Verse 1 states, “Oh give thanks to the LORD, for he is good, for his steadfast love endures forever!” God is good! Think about that. Here the psalmist is starting this psalm with praise to God for being God. He is good! He is merciful! The Puritan Presbyterian Matthew Henry says about the beginning of this Psalm:
“A general call to all to give thanks to God, v. 1. Let all that sing this psalm, or pray over it, set themselves herein to give thanks to the Lord; and those that have not any special matter for praise may furnish themselves with matter enough from God’s universal goodness. In the fountain he is good; in the streams his mercy endures for ever and never fails.”11
I draw breath, and I am His. God has provided me this moment in which I can praise Him. The psalmist is about to talk about troubles, and struggles, and failings of the people of God which has caused much suffering, and about the redemption they received. Rather than starting with himself, or with the nation of Israel, or the Pilgrims starting with themselves and the things they received, the psalmist starts by praising God, in particular praising His character. In essence, what is being said is: God is GOOD; therefore, He deserves my praise. The same can be said about the rest of the verse: God’s steadfast love endures without ceasing; therefore, He deserves my praise. God, by virtue of who He is, His very nature, no matter where we are or what our situation is, we need to be content in Him who created us and to praise Him with thanksgiving.
The psalmist continues with verses 2-3, “Let the redeemed of the LORD say so, whom he has redeemed from trouble and gathered in from the lands, from the east and from the west, from the north and from the south.” Here is a reference to the post-exile return of Israel to the land. Now, after we have praised and thanked God for who He is, the psalmist starts with a new reason to praise God. He has redeemed them from troubles and brought them home. John Gill, while disagreeing with the thesis that this psalm is about the return from the Babylonian exile, gives further New Testament application of these verses:
“It best suits with the gathering of the redeemed in effectual vocation, and particularly the calling of the Gentiles in Gospel times…The elect of God are gathered in consequence of being redeemed, [Zechariah 10:8] they are gathered out of the world, and from among the men of it; they are gathered to Christ, and by him; they are gathered into his churches, and to communion with them, and to a participation of all privileges and ordinances: and this is usually done by the ministration of the Gospel, which is sent into all the world for this purpose; and a distinguishing blessing of grace it is to be gathered out from the rest of the world, and favoured with such rich mercies.”12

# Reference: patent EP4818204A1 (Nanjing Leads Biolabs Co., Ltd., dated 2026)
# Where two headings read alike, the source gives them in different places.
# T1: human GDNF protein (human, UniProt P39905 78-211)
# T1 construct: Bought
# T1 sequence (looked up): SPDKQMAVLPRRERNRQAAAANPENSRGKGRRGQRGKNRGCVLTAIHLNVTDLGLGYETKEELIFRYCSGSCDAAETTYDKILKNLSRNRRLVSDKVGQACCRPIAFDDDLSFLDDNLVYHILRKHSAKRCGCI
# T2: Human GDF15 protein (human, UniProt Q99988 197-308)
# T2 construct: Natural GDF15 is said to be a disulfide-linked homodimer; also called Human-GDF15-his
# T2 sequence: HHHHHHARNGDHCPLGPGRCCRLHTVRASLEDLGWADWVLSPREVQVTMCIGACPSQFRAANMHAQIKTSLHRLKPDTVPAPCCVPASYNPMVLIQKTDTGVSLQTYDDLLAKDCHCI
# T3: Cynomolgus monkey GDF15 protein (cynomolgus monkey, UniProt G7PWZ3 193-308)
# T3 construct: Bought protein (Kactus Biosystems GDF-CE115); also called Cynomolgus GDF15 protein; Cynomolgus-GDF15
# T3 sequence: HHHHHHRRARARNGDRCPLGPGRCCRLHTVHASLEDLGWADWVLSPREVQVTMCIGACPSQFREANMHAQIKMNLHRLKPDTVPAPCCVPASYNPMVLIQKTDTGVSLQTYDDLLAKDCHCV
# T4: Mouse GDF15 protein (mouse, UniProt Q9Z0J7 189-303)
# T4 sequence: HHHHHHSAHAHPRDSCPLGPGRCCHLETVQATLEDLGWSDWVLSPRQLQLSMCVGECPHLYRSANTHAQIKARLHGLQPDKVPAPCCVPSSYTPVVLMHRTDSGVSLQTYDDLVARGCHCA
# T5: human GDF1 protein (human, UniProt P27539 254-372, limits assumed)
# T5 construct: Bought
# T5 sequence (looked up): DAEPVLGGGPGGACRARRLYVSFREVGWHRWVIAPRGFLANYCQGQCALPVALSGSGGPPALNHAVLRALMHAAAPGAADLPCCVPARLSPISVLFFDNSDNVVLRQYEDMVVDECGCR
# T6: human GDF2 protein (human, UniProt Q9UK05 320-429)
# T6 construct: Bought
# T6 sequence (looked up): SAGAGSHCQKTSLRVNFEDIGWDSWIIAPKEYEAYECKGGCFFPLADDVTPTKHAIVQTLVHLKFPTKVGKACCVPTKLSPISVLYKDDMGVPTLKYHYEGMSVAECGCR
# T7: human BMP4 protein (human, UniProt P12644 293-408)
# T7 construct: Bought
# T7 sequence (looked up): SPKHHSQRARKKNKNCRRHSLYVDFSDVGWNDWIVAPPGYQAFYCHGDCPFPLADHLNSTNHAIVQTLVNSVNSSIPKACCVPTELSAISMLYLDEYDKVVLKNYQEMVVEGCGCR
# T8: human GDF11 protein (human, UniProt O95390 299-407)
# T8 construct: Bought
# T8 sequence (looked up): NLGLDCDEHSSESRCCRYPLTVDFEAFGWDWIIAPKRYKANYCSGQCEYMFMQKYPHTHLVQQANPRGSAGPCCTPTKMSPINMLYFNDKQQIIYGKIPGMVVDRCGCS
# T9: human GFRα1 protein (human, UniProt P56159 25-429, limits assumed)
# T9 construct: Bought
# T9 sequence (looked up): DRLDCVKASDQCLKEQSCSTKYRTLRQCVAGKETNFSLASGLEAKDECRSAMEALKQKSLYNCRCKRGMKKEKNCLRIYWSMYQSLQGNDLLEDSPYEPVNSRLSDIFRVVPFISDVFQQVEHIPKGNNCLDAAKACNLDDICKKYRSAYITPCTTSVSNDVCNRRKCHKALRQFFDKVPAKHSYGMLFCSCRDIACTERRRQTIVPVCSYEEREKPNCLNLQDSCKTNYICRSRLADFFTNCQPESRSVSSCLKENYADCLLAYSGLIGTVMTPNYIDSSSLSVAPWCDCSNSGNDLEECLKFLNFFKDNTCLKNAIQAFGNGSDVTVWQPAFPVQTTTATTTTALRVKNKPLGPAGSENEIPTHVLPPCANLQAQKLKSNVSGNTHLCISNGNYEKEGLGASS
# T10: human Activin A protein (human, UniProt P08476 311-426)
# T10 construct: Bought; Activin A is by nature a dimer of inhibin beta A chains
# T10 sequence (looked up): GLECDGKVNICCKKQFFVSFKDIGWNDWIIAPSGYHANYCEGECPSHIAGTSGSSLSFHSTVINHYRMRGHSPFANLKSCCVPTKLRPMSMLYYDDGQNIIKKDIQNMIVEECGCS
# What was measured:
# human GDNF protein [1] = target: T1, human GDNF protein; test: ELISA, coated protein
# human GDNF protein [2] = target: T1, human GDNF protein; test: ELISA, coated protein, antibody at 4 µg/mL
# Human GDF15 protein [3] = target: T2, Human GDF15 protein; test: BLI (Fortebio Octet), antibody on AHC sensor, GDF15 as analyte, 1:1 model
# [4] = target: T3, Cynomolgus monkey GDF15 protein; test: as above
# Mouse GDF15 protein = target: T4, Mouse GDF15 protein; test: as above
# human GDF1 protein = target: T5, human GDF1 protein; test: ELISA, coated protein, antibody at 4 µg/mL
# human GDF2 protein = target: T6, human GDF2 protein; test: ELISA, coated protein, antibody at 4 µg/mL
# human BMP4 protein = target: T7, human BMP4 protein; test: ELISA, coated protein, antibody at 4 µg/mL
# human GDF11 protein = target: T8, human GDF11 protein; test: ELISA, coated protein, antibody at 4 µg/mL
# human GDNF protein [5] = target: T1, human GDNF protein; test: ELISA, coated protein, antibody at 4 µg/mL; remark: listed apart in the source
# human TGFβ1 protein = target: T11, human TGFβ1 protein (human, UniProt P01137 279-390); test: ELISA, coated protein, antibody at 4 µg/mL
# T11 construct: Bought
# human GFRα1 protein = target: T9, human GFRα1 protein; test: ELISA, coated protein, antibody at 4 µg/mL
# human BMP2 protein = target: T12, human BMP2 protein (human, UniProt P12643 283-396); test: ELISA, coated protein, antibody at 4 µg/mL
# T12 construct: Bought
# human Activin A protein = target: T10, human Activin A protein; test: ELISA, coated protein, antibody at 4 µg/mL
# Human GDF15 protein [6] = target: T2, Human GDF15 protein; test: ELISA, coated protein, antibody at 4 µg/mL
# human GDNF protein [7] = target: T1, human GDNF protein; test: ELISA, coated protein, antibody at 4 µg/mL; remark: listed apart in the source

God in His Goodness is to be praised. God in His mercies is also to be praised. He has redeemed and made known to us in His Word and by His Spirit the things of God. In his epistle, the Early Church Father Barnabas writes,13 “Therefore we ought to be deeply grateful to the Lord, because He has both made known to us things that are past, and hath given us wisdom concerning things present, and hath not left us without understanding in regard to things which are to come.”14 As winter bears down on us, and the holiday season will soon be over. Then the doldrums of snow, wind and biting cold will be with us. Let us in this holiday season, and even after it, praise God, and be thankful for His Sovereignty and His provision.
Oh, by the way, happy belated Thanksgiving!
Feature Art: Jennie Augusta Brownscombe, Thanksgiving at Plymouth (1925)
1 Unless otherwise indicated, all Scripture quotations are from the ESV® Bible (The Holy Bible, English Standard Version®), copyright © 2001 by Crossway, a publishing ministry of Good News Publishers. Used by permission. All rights reserved.
5 James Montgomery Boice, An Expositional Commentary: Psalms Volume 3, Psalms 107 – 150 (Grand Rapids, MI: Baker Books, 1998), 864.
6 John Peter Lange, Philip Schaff, et al., A Commentary on the Holy Scriptures: Psalms (Bellingham, WA: Logos Bible Software, 2008), 544.
7 John Gill, An Exposition of the Old Testament, vol. 4, The Baptist Commentary Series (London: Mathews and Leigh, 1810), 167.
8 Boice, 863-864.
9 Boice, 864.
10 Boice, 846.
11 Matthew Henry, Matthew Henry’s Commentary on the Whole Bible: Complete and Unabridged in One Volume (Peabody: Hendrickson, 1994), 899.
12 Gill, 168.
13 Barnabas writes in reference to Isaiah 53:5 & 7, the source of our redemption, and the object of our praise.
14 Alexander Roberts, James Donaldson, and A. Cleveland Coxe, eds., “The Epistle of Barnabas,” in The Apostolic Fathers with Justin Martyr and Irenaeus, vol. 1, The Ante-Nicene Fathers (Buffalo, NY: Christian Literature Company, 1885), 139.
© 2016, Joshua Morrison